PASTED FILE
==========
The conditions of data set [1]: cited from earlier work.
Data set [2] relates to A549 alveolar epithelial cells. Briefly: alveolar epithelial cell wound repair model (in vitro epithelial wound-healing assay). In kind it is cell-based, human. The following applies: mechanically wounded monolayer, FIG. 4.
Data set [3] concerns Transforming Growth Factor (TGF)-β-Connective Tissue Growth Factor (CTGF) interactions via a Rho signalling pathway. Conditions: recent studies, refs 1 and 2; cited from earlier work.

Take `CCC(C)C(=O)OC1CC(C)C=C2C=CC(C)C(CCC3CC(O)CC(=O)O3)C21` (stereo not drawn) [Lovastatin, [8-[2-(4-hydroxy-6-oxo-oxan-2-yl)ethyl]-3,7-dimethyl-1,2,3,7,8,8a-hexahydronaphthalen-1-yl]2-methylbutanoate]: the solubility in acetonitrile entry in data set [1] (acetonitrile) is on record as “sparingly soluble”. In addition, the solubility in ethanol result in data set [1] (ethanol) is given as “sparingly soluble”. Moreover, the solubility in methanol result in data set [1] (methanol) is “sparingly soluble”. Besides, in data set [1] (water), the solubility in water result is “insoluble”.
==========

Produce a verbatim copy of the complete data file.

The conditions of data set [1]: cited from earlier work.
Data set [2] relates to A549 alveolar epithelial cells. Briefly: alveolar epithelial cell wound repair model (in vitro epithelial wound-healing assay). In kind it is cell-based, human. The following applies: mechanically wounded monolayer, FIG. 4.
Data set [3] concerns Transforming Growth Factor (TGF)-β-Connective Tissue Growth Factor (CTGF) interactions via a Rho signalling pathway. Conditions: recent studies, refs 1 and 2; cited from earlier work.

Take `CCC(C)C(=O)OC1CC(C)C=C2C=CC(C)C(CCC3CC(O)CC(=O)O3)C21` (stereo not drawn) [Lovastatin, [8-[2-(4-hydroxy-6-oxo-oxan-2-yl)ethyl]-3,7-dimethyl-1,2,3,7,8,8a-hexahydronaphthalen-1-yl]2-methylbutanoate]: the solubility in acetonitrile entry in data set [1] (acetonitrile) is on record as “sparingly soluble”. In addition, the solubility in ethanol result in data set [1] (ethanol) is given as “sparingly soluble”. Moreover, the solubility in methanol result in data set [1] (methanol) is “sparingly soluble”. Besides, in data set [1] (water), the solubility in water result is “insoluble”.